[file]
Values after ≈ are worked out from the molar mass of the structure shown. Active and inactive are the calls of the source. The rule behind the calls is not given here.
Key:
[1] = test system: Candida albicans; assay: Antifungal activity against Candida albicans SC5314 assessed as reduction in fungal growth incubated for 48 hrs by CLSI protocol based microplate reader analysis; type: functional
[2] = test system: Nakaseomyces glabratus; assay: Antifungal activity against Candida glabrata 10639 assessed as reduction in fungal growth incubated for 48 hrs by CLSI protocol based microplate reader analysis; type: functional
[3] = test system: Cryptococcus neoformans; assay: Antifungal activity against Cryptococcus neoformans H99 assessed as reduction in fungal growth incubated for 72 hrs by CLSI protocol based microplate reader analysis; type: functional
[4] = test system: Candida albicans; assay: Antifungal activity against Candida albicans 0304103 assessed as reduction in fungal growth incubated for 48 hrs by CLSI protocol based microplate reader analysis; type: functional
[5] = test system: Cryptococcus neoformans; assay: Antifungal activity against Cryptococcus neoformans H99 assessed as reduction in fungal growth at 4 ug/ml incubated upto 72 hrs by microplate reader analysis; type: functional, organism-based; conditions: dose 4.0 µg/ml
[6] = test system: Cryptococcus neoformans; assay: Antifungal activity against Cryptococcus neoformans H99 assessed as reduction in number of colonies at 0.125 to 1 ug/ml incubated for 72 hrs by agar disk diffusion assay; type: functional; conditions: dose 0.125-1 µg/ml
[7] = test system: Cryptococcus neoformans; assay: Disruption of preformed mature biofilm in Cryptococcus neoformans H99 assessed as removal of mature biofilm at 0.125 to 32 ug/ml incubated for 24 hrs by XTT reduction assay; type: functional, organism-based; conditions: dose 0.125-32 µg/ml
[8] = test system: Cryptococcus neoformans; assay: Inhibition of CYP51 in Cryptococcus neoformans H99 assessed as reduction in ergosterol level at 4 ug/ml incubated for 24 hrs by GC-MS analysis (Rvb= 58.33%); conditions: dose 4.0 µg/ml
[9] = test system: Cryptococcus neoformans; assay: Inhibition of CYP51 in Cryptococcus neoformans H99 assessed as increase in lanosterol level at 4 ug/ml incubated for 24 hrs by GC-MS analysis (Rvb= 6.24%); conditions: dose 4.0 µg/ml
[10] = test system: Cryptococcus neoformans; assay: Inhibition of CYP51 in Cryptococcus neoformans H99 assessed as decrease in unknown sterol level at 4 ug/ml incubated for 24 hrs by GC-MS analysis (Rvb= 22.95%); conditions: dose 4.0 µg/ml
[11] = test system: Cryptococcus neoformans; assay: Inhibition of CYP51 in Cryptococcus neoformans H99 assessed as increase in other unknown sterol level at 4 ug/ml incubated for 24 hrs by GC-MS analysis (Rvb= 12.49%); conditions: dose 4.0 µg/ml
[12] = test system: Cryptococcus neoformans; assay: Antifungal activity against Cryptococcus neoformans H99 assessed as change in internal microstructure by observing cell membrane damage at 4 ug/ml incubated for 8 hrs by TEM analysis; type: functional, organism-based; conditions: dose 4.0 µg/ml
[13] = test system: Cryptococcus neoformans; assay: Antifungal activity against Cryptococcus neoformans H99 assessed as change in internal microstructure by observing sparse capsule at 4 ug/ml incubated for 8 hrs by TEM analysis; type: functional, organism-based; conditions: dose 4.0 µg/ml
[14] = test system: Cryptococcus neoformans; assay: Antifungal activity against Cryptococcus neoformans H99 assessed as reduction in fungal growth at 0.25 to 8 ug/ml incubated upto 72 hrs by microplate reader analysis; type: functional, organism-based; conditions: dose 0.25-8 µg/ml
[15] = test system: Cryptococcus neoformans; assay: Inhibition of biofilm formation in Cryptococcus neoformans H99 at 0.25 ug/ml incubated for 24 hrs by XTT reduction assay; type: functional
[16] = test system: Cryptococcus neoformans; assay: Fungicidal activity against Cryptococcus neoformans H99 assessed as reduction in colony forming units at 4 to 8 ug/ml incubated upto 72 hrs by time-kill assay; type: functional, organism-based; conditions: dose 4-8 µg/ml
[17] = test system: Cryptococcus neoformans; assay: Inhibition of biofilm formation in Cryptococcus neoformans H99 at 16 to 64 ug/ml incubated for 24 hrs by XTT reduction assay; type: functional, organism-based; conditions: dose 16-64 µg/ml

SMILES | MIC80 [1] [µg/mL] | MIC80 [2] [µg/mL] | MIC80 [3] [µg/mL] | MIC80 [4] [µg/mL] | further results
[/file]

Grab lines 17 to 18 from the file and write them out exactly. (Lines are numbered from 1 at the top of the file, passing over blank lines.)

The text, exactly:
[15] = test system: Cryptococcus neoformans; assay: Inhibition of biofilm formation in Cryptococcus neoformans H99 at 0.25 ug/ml incubated for 24 hrs by XTT reduction assay; type: functional
[16] = test system: Cryptococcus neoformans; assay: Fungicidal activity against Cryptococcus neoformans H99 assessed as reduction in colony forming units at 4 to 8 ug/ml incubated upto 72 hrs by time-kill assay; type: functional, organism-based; conditions: dose 4-8 µg/ml